As I remember, the water splash from the buckboards was not an issue, least with most kids! What was an issue (for me) with the buckboard was the frigging other kids hanging on to me like there was no tomorrow! There was nothing to hang on to and brace yourself against on these - some tried to vie for the middle section of the board to brace themselves with others around them. Some thought an outside edge was a good option and hold onto the edge of the slats. Others who had zip strategy ahead planned out, were caught off guard and I remember getting my eye scratched bad when a little kid with long nails was flailing wildly next to me. These weren't there long and sometimes when I was there, they were not open for business and I never was sure why that was. I probably thought the horses needed a rest! In that first year or so that was not all that uncommon to hit the park and find something was in-op that day. I remember thinking these were pretty cool (if no one clawed me or grabbed hold of me like I was Superwoman and could keep 'em from fall off). I liked the lurch forward, the bouncing along and the TILT when it went up any little grade. I would try and lean toward the tilt downhill and test my skills at balance to the max! Only other issue I can think of with these (from a total kid perspective) was the driver played it too safe. They would holler out what was coming up and tell folks to lean this way or that. There was general hooping and hollaring on this wagon. I seem to recall sometimes there were guides who sat on the back with the 'paying' customers. I know this was one thing my mom/grands/friends parents would opt out of, giving the standard 'we will be right here when you get done - and a last knowing adult comment like 'have fun - be careful - don't fall out!'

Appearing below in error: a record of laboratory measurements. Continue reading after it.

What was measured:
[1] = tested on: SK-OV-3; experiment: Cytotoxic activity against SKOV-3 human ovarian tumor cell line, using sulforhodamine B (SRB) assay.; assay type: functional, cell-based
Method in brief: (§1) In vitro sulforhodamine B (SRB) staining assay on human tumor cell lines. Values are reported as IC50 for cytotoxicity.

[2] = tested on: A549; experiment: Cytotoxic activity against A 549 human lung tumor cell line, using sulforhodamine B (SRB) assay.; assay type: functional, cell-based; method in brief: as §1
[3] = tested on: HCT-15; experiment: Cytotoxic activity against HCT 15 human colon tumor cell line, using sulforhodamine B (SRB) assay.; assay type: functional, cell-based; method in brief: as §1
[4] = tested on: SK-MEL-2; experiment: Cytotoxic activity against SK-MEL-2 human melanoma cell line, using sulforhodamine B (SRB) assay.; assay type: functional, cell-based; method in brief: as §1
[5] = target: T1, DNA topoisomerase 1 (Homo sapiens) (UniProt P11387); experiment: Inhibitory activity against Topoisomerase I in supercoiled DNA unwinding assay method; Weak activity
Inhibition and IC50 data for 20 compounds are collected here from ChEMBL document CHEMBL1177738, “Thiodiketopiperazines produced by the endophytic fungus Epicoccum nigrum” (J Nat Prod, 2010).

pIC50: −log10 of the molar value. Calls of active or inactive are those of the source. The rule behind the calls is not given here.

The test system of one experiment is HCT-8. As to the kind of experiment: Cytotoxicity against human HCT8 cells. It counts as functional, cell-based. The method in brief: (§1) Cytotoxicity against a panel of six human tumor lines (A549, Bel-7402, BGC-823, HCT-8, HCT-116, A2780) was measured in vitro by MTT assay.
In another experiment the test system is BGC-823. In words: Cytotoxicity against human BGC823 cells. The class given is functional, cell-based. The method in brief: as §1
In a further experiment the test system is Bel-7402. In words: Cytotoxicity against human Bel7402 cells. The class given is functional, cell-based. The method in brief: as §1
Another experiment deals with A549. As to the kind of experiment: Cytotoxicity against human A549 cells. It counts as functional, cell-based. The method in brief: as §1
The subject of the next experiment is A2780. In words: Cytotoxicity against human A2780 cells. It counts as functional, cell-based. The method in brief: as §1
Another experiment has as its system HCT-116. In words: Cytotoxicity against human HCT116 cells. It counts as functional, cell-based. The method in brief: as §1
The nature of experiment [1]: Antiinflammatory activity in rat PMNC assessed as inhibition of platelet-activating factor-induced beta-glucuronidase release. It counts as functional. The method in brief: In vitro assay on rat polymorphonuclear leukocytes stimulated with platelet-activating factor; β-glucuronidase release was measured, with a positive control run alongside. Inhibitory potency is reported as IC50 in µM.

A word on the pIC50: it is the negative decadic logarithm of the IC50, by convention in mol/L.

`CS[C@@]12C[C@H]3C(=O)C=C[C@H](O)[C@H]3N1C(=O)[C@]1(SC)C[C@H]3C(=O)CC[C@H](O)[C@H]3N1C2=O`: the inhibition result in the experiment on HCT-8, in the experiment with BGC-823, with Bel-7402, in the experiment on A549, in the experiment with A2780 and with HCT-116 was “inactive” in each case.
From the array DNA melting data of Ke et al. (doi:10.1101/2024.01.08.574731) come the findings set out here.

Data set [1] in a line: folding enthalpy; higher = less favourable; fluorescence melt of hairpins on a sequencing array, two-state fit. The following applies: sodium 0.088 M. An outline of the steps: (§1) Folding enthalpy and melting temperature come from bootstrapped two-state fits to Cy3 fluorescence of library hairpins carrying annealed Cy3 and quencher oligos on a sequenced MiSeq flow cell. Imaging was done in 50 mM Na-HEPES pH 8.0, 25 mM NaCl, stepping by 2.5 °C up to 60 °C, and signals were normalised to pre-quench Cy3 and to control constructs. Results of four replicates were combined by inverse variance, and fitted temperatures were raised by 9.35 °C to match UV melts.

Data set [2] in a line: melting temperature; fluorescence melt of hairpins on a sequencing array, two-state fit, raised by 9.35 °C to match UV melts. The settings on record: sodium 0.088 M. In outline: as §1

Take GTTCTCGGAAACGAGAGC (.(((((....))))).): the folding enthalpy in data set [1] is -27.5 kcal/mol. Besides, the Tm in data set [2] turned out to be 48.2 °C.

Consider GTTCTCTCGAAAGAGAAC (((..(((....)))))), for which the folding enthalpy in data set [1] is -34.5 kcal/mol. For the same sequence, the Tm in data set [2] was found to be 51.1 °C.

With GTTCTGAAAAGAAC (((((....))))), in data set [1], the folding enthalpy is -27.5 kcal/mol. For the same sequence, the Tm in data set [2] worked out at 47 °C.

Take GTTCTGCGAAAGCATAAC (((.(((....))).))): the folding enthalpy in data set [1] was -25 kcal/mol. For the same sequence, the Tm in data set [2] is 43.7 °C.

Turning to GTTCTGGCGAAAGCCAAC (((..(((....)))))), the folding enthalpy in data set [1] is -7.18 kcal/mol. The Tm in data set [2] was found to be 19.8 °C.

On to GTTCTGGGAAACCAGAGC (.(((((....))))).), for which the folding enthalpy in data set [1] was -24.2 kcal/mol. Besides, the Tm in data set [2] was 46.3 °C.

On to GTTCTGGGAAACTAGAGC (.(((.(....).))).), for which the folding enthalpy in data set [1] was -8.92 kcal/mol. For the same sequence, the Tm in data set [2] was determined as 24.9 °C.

beachgal said...

I heard from a gal pal who I went to Disneyland a lot in the first years it was open - she seemed to think they installed some steel grab bars around the bed of these buckboards that were sort of horseshoe shape. That sort of sounds familiar to me. She was reminded they were uncomfortable if you had to straddle one or were leaning into one when the wagon got to bouncing. She also thought they at one point, had some wire or rope around the outside edges of the buckboard that was there just to grab onto - I don't recall those myself however. I do remember they went around and checked to make sure all the people on board were up into the wagon - you couldn't have your legs hanging off dangling. They wouldn't start up if anyone was not up on the bed and there was some direction about not letting anything 'hang off' during the ride or they would have to stop and you might not get to continue.

Dave DeCaro said...

Thanks for the firsthand account, Beachgal - almost like being there!

beachgal said...

Dave - I heard back from another old scout troop member who went to Disneyland a lot with me in the first 2 yrs - she recalled most everything I wrote about on the buckboards including the horseshoe grab things they put in that I only sort of remember. But she also said she was sort of afraid of the ride but didn't want to let it out to us friends about that of course - she tried to vie for a little cubby kind of seat at either side of the union between the buckboard bed and the raised seat for the driver - I remember that being a pretty secure place to sit and sort of think I remember they put kids there who were alone or real little so the driver could keep an eye on them - there might have been a seat up next to the driver too for one kid. This 2nd friend said she sat up next to the driver she thinks a few times.